However, did Jesus actually need to die to bring about the Satisfaction? And here Bonaventure is at some variance with Anselm. Bonaventure says with God all things are possible. God could have chosen another way to satisfy His justice in respect of human sinfulness, something we shall also find in the arguments of Duns Scotus. The main argument then is that while God could have used possibly other means to making the required satisfaction and reconciliation it seemed instead to be most “fitting” with the death of Jesus because of His willing obedience to God in contrast to our own disobedience.to God.
When we come to view Bonaventure’s thinking on the cross of Christ in his more mystical writings he has a greater emphasis on the wonder of the love of Christ that leads Him to the suffering vocation on our behalf. The emphasis is changed to think about how looking at the suffering Christ should lead to a change in us as well as any change in God for us. He shared our mortal nature in order to lift us up in hope and give us incentives to love. He is a “holy victim” offered for us, but to awaken compassion and love in us. Thus Christ’s own love draws us to Him in what He does for us and enables us to accept what God has done and be changed by it.
Scotus – The Loving Will of God for Our Atonement
Scotus is far more radical than Bonaventure in his approach to the meaning of the death of Christ on the cross. As with other aspects of Scotus philosophy and theology it is focused on God’s free and loving will towards creation, His predestination of the Incarnation first and the desire for us to share in the divine fellowship and glory. The Trinitarian love and will predestined these things first before any consideration of sin and its effects.
Scotus disagrees fundamentally with the claim of Anselm that only a person who was both God and man could have brought about salvation. God as God could have chosen any means of salvation. For Scotus, as in other things, it is a matter of God’s free will to choose what may be done for the purpose of salvation. Scotus’ argument is also related to his own argument that the Incarnation was first and foremost for the glory of the Son who was to become part of creation and the greatest person who could exist in creation, to be a focus for the whole of creation and its future.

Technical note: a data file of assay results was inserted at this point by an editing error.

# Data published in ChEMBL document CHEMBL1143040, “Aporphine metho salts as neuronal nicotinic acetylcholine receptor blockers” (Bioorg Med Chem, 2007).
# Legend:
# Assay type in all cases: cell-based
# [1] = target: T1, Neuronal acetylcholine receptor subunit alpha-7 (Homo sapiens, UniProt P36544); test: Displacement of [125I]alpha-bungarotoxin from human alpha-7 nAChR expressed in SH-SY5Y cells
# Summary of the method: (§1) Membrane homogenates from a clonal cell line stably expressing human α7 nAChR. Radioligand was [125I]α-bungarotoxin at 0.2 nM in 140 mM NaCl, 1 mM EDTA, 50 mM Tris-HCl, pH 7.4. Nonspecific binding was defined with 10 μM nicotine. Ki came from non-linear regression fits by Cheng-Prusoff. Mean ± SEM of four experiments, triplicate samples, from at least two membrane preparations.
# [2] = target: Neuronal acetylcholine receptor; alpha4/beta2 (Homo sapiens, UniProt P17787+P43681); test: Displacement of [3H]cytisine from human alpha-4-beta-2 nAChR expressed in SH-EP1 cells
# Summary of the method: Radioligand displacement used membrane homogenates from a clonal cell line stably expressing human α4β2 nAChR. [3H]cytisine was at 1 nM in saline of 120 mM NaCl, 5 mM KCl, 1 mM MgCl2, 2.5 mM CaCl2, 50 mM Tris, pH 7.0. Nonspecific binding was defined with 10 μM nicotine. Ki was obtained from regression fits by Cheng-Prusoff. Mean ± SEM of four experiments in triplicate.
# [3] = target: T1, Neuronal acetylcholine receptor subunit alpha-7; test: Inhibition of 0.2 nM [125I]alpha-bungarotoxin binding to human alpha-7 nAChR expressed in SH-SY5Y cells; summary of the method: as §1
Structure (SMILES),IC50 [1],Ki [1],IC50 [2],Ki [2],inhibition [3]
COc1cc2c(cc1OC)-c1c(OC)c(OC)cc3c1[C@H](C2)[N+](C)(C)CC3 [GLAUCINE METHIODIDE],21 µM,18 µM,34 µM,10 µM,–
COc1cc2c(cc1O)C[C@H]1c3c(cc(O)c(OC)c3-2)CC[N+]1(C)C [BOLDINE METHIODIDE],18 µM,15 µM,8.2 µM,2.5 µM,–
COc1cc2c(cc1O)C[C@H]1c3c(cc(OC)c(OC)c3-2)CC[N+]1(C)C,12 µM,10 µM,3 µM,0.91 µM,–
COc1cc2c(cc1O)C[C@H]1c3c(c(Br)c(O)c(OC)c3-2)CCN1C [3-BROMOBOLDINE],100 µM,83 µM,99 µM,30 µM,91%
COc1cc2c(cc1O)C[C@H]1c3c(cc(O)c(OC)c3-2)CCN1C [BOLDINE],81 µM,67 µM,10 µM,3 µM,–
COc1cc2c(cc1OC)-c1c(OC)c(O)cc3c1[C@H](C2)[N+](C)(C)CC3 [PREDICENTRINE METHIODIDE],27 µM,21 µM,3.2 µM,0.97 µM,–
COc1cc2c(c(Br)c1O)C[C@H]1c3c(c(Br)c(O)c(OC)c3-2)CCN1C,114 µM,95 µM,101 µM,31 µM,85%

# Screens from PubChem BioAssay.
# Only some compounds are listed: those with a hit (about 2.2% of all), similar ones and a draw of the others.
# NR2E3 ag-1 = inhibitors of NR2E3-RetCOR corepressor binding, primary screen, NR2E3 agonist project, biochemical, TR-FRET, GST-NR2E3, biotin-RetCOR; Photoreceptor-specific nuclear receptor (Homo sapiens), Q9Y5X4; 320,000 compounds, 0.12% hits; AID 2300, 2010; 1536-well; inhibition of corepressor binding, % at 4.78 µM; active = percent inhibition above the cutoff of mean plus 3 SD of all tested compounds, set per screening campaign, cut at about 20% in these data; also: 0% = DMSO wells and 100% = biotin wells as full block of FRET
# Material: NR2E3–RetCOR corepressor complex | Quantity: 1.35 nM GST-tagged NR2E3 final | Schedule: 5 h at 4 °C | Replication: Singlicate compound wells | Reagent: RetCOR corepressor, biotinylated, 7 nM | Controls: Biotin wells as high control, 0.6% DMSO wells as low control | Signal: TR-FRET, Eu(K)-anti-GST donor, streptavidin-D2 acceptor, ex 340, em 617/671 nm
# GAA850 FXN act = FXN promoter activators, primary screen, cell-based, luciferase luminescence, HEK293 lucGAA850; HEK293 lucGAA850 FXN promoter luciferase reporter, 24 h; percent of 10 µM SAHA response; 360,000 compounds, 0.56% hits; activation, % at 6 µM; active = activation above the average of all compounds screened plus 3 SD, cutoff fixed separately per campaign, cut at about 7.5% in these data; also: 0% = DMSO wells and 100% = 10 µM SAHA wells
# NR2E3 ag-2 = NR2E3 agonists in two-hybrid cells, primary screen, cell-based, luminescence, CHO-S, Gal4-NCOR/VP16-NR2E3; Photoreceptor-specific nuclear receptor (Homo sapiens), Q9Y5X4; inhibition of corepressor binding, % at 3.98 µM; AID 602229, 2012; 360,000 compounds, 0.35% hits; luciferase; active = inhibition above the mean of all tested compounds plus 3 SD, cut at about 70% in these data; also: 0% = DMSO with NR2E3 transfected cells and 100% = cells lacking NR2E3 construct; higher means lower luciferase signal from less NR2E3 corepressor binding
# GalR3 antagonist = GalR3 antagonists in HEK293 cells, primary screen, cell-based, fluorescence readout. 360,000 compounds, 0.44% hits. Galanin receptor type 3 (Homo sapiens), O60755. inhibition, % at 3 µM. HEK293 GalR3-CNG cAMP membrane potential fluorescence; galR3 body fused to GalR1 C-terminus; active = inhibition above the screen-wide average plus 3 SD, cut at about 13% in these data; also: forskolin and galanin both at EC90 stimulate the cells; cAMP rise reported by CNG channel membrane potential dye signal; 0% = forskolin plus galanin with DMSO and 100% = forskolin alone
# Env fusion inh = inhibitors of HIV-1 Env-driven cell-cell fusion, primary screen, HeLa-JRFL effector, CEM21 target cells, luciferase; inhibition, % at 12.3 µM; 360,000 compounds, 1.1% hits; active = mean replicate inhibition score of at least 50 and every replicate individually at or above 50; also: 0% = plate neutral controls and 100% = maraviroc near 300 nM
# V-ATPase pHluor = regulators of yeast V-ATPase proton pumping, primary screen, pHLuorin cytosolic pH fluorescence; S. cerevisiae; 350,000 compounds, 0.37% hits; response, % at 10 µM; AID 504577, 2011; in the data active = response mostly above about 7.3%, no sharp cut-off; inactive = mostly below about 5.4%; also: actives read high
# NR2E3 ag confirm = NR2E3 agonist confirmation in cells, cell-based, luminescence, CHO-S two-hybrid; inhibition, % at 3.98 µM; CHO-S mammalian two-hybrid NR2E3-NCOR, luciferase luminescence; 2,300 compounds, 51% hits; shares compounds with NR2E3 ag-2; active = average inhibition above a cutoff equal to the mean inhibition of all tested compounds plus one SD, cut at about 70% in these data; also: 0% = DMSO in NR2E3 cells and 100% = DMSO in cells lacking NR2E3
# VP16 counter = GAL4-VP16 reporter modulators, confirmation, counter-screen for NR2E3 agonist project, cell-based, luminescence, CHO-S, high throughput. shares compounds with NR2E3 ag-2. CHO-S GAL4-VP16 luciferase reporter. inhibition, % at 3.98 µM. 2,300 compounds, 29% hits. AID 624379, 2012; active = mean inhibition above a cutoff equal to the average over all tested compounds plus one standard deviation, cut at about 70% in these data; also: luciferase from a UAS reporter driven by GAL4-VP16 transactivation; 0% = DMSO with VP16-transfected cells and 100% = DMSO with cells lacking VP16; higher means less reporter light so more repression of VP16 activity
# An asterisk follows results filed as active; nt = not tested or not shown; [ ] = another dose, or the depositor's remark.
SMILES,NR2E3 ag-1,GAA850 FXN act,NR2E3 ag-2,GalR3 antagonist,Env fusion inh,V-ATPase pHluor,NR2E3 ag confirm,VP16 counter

Secondly Scotus disagrees with Anselm’s claim that sin is infinite and therefore needed an infinite satisfaction. He argues instead that all sin, however pervasive, is actually finite and made up of finite acts, however numerous they may be. Effects of sin are also finite. Scotus instead contends that the death of Jesus was something accepted by the Father’s will, that God decides to accept the death rather than it being necessary. The finite good act of Jesus death God then applies infinitely to cover all our sin. God can do this because He wills it that way. It is the loving will that wants us to be different to what we are and so God seeks to restore us.
In other places Scotus seems to agree with Anselm that Jesus pleases God and placates God for our sins and offenses against God. However, this “satisfaction” is much more related to overcoming our sin to draw us back into divine fellowship, leading then to our own co-operation with His grace to overcome actual sins, rather than Christ paying a necessary price for us.
Another aspect of Scotus philosophy and theology that may have bearing on salvation is what he writes of “divine sending” in the relationships of the Trinity. The Father can send the Son and Spirit, and the Son can send the Spirit because the Father produced the Son and the Father and the Son produced the Spirit in eternity before all time and creation. Therefore the Father can sent the Son and the Son be sent but this is part of a self-offering and self-giving and not a mere ordering. It is about a self -communication of the Persons of the Trinity to the world in creation and salvation.
In response to Scotus I would want to uphold that any act of “satisfaction” or transfer of merit from Christ is due to the Triune love and an operation of the whole Trinity in association of Jesus human obedience and willingness to follow the motive to Justice and goodness rather than selfish will. The death of Jesus is therefore a sign of the Transcendent grace (unmerited love) that covers us and draws us near to the Trinity. I reject wrathful ideas of “satisfaction” since God the Father loves us and the divine Son, showing the love of the Father and His will for our salvaion “loved us while we were sinners”.